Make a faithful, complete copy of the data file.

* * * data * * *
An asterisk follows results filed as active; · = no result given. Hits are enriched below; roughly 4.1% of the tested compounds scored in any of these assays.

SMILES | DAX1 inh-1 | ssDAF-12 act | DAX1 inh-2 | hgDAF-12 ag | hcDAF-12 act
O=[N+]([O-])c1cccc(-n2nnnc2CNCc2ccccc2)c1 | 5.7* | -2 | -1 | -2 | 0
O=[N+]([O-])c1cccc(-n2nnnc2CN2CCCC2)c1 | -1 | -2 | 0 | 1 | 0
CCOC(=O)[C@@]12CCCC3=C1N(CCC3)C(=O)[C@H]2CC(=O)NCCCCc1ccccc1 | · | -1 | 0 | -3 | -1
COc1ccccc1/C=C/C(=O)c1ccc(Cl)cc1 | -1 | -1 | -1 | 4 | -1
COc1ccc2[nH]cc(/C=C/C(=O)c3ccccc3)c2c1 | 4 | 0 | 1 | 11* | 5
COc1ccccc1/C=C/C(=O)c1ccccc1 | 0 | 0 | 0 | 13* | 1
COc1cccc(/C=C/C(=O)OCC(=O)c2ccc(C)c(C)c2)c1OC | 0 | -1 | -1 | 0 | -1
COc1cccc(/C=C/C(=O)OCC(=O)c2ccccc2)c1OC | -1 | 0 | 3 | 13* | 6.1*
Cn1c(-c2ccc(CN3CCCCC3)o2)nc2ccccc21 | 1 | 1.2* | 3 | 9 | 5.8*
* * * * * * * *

An asterisk follows results filed as active; · = no result given. Hits are enriched below; roughly 4.1% of the tested compounds scored in any of these assays.

SMILES | DAX1 inh-1 | ssDAF-12 act | DAX1 inh-2 | hgDAF-12 ag | hcDAF-12 act
O=[N+]([O-])c1cccc(-n2nnnc2CNCc2ccccc2)c1 | 5.7* | -2 | -1 | -2 | 0
O=[N+]([O-])c1cccc(-n2nnnc2CN2CCCC2)c1 | -1 | -2 | 0 | 1 | 0
CCOC(=O)[C@@]12CCCC3=C1N(CCC3)C(=O)[C@H]2CC(=O)NCCCCc1ccccc1 | · | -1 | 0 | -3 | -1
COc1ccccc1/C=C/C(=O)c1ccc(Cl)cc1 | -1 | -1 | -1 | 4 | -1
COc1ccc2[nH]cc(/C=C/C(=O)c3ccccc3)c2c1 | 4 | 0 | 1 | 11* | 5
COc1ccccc1/C=C/C(=O)c1ccccc1 | 0 | 0 | 0 | 13* | 1
COc1cccc(/C=C/C(=O)OCC(=O)c2ccc(C)c(C)c2)c1OC | 0 | -1 | -1 | 0 | -1
COc1cccc(/C=C/C(=O)OCC(=O)c2ccccc2)c1OC | -1 | 0 | 3 | 13* | 6.1*
Cn1c(-c2ccc(CN3CCCCC3)o2)nc2ccccc21 | 1 | 1.2* | 3 | 9 | 5.8*